Last year, Stolt Sea Farm produced eight metric tonnes of caviar
For the initial farmed stock a small amount of eggs and milt or sperm was extracted from these wild fish, which were then returned to the river.
Professor Sergei Doroshov, a Moscow marine scientist who left the old Soviet Union in the late 70's and took up a post at the University of Davis near Sacramento, led a team which, after years of research, managed to perfect techniques of culturing and breeding sturgeon under controlled conditions.
"Sturgeon breeding programmes were developed in Russia many years ago, but the science was a very closely guarded secret," says Professor Doroshov.
"And sturgeon are unlike most other fish: you cannot even tell what sex they are until they are four or five years old."
Snobbery and mystery
Initially, the Stolt farm raised sturgeon primarily for their meat, its firm texture popular in a variety of cooking.
Then, as concern grew about the rapidly decreasing population of wild sturgeon and prices of caviar rose, the main thrust of the business switched to sturgeon eggs.
Stolt produced its first caviar - 13kg of it - in 1994.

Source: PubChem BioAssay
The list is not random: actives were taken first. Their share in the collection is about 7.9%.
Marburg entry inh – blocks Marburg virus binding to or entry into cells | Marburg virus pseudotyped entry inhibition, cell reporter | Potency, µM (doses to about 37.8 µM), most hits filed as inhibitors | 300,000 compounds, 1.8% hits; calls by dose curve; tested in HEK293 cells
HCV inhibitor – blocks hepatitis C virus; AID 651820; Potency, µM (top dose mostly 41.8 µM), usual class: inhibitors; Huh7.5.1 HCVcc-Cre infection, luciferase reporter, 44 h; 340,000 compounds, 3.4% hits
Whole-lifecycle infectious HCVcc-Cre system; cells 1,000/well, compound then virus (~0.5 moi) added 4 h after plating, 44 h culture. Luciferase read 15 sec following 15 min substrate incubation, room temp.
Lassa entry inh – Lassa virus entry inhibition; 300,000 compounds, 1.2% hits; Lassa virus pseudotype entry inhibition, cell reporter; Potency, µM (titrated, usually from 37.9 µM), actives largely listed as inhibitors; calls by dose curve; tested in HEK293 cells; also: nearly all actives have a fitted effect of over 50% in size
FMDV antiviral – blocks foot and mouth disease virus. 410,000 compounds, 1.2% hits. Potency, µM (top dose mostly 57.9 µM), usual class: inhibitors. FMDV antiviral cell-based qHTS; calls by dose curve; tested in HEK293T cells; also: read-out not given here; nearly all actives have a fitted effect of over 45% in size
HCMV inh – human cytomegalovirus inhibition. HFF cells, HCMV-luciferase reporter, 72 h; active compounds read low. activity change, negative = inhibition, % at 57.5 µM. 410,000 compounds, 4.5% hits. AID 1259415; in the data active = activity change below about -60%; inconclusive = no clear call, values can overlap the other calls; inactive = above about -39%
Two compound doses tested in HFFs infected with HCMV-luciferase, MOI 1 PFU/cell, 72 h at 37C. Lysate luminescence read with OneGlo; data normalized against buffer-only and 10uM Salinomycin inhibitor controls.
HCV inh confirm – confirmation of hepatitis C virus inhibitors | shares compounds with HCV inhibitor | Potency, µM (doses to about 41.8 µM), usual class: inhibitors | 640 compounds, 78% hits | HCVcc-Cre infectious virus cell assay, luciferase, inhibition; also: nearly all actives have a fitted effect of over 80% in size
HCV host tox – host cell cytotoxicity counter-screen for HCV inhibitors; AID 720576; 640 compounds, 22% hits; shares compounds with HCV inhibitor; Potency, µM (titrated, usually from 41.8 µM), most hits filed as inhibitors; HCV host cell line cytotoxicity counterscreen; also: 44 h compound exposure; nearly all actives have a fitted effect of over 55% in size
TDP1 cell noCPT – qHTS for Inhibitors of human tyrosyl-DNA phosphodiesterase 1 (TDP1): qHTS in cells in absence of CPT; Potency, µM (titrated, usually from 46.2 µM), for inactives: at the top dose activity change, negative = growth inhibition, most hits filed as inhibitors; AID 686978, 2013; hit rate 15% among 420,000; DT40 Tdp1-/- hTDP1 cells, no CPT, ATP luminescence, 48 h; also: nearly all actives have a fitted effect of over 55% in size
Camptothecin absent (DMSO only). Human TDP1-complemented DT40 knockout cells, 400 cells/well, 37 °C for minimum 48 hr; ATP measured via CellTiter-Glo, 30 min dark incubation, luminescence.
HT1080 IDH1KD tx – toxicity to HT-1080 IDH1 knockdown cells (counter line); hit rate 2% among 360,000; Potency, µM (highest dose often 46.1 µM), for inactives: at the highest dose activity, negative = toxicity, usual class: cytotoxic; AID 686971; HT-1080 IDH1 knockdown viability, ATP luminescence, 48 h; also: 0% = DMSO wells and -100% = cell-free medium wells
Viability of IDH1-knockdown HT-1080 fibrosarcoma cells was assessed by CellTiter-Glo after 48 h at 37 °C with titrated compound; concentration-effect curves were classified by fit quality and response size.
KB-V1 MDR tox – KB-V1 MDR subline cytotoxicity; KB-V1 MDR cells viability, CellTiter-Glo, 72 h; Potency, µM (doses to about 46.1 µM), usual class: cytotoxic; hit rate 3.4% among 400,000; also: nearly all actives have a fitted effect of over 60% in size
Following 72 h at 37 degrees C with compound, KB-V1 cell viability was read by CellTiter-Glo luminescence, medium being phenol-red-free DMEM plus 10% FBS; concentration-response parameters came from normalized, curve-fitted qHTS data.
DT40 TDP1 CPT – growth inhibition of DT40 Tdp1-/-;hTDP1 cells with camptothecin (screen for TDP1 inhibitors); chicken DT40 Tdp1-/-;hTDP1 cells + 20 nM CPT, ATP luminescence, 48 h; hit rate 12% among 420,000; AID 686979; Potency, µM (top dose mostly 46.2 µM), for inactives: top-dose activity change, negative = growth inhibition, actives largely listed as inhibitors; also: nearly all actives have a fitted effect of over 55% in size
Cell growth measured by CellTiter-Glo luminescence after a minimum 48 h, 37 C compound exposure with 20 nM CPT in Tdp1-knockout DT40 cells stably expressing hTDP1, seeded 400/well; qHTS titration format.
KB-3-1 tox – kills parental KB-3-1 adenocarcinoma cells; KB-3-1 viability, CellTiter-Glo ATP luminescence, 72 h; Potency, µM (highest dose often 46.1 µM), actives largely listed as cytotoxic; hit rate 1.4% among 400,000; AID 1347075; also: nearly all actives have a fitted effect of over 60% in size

Last year production rose to more than eight metric tonnes.
While some of Stolt's caviar is sold under its own Sterling brand name, most is marketed indirectly through Petrossian, a firm started by two Armenian brothers in the 1920's in Paris that has become one of the world's most famous caviar brand names.
"Marketing is crucial to the whole business," says Mr Struffennegger.
"There is an element of snobbery about it: the rarer the caviar, like Beluga, the more expensive it is.
"There's also plenty of mystery. Somehow, despite the bans and the collapse in the population of the Caspian sturgeon, there are still stocks of wild caviar on the market. Poaching and smuggling continues.
"Some still prefer the caviar that comes from wild sturgeon - even though they might not be able to tell the difference from the farmed variety. I let others do the caviar tasting. I'm a meat and potatoes kind of guy anyway."